Defiance: Interview With Nathan Richardsson, VP of Development and Executive Producer

Learn more about the upcoming MMO.

Posted By | On 27th, Feb. 2013 Under Article, Interviews | Follow This Author @GamingBoltTweet


We recently got a chance to interview  Nathan Richardsson, VP of development and executive producer of Defiance. He revealed a lot of interesting new information about the game like character progression and customization, post launch support, weapons, abilities and much more.

Check out the entire interview below.

Rashid Sayed: The game is coming out for the PlayStation 3, Xbox 360 and PC. Are all versions going to be identical?

Nathan Richardsson: There are minor differences that are platform specific but it’s the exact same game, the same experience.

Rashid Sayed: Defiance gives me Borderlands vibes which is a good thing to be honest. Were you guys inspired by it?

Nathan Richardsson: Borderlands and other open world games are definitely inspirations, it gives a lot of freedom and enables us to seamlessly go through very different types of gameplay, ranging from the single-player experience, into competitive multiplayer, like our Shadow Wars to the massive co-op boss battles like the Ark Falls.

Defiance co-op trailer.

Rashid Sayed: How does player progression and character customization work in Defiance

Nathan Richardsson: Character progression is very free-form, there are no classes, you define those yourself from various abilities you gain over time. You then essentially create various builds you switch between while playing. Character customization is part of this progression as well, where we’re closer to a shooter than an RPG but leveraging that we’re an online game so we’re constantly expanding the possibilities.

Rashid Sayed: One of the key points of any MMO game is post launch support. What are your plans for expansions after the game is launched next year?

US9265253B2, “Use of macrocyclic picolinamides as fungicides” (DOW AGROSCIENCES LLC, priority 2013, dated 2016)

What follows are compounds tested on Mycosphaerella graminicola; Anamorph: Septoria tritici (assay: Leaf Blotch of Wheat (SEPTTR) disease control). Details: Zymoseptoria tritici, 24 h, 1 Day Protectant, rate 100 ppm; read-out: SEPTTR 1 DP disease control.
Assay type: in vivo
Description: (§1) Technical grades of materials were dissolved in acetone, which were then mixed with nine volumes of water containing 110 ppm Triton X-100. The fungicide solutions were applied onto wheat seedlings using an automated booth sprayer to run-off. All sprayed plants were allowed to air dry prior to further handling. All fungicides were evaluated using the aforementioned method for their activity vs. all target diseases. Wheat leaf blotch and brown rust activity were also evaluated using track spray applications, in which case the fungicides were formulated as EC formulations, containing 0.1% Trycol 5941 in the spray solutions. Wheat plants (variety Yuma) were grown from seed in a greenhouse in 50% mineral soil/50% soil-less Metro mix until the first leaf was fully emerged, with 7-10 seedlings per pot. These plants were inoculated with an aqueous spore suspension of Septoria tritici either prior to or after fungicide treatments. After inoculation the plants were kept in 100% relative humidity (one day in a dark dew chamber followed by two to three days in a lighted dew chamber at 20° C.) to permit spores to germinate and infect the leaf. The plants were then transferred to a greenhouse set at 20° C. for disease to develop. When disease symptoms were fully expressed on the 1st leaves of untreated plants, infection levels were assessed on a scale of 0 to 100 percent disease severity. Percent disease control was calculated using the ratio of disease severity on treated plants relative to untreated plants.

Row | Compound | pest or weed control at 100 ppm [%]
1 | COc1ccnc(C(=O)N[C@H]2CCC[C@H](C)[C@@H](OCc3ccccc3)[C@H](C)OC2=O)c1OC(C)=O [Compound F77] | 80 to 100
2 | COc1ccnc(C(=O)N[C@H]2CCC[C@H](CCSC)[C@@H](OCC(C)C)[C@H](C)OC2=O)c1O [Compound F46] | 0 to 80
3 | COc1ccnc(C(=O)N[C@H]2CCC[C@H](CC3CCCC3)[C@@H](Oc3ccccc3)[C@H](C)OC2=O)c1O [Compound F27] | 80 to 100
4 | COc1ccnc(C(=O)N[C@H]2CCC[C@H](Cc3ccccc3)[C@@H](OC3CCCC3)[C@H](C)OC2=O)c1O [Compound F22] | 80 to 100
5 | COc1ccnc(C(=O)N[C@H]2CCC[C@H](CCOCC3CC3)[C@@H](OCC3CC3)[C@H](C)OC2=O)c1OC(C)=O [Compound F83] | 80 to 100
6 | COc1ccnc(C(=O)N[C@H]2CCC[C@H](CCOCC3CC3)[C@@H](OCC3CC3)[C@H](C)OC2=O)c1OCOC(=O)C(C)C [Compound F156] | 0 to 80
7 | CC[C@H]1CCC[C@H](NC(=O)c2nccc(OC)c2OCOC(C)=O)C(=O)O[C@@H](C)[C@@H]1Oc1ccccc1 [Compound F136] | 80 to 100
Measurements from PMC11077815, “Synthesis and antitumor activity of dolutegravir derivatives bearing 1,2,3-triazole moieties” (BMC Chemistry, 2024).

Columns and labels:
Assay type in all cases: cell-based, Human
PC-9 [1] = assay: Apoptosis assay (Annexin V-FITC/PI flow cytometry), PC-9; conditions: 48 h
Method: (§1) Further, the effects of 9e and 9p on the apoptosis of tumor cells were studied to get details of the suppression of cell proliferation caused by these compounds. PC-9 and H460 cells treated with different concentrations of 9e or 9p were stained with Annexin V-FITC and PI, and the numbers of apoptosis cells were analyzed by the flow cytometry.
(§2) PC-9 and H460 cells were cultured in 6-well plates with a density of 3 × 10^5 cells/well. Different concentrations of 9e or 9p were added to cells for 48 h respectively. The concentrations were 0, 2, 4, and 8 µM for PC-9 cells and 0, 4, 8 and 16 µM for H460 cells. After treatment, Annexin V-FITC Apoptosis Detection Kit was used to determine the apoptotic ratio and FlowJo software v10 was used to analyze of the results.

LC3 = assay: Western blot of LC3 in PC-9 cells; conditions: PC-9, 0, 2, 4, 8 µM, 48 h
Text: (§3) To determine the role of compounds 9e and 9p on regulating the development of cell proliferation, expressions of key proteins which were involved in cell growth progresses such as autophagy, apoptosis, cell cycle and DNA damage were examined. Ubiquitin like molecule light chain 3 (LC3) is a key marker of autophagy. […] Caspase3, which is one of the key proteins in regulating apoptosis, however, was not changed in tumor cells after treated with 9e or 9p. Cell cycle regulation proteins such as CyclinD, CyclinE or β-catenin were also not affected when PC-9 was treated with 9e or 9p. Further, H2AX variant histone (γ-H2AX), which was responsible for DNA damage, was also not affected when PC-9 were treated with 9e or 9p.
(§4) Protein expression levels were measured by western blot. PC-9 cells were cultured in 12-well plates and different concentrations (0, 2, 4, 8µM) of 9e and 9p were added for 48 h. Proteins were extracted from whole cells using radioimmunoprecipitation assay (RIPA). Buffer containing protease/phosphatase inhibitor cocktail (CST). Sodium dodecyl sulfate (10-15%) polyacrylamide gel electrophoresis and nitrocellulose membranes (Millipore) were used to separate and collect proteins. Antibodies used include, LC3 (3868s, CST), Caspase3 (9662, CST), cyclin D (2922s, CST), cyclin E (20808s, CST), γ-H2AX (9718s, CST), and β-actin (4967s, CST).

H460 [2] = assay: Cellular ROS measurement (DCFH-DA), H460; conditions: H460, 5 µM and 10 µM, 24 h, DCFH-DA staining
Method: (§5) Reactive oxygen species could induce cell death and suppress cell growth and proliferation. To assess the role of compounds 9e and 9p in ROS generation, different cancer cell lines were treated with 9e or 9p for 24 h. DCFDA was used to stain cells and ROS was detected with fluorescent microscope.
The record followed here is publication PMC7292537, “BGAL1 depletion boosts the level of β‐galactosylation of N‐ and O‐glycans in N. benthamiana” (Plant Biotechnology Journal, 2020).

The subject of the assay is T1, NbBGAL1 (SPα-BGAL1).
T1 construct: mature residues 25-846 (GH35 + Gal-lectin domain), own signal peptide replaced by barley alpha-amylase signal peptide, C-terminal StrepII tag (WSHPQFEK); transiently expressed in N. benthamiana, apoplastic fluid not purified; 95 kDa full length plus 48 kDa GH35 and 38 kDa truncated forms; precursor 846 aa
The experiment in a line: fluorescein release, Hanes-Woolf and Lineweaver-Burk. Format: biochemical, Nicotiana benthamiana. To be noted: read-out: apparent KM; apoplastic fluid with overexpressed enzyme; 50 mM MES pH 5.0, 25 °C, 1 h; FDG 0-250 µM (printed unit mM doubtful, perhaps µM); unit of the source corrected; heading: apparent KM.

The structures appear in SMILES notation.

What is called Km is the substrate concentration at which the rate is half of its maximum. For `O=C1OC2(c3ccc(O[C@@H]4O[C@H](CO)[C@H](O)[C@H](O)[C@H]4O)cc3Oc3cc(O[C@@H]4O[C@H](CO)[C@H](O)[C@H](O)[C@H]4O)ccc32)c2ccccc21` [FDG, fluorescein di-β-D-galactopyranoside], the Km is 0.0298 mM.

Nathan Richardsson: I think we have a pretty aggressive roadmap which already spans 12 months out, which includes at least 5 major DLCs with new features and content. Each DLC has a free component and a paid component, so we put a lot of effort into expanding the world as part of the experience. We also have more frequent updates between the DLCs, dynamic events, items, and general improvements.

Rashid Sayed: We are aware that players can directly jump in to the world and they will see ‘new’ things happening every time. Can you please elaborate on the same?

Nathan Richardsson: Defiance offers a you a lot of options, where we have the single-player missions and co-op instances which are more static to the dynamic content, as in Shadow Wars, Ark Falls and larger world events. We also try to leverage and create a framework where other players are additive to your experience instead of subtractive, so while you’re on a mission with 3 of your friends, you might encounter some form of emergency or a minor Ark Fall that are dynamically triggered and weren’t there before.

Rashid Sayed: One of the coolest things about a sci-fi MMO is the weapons and abilities. I know you guys are doing some awesome things with weapon customization and how players can unlock special abilities with points. Can you please explain in-depth about these two features?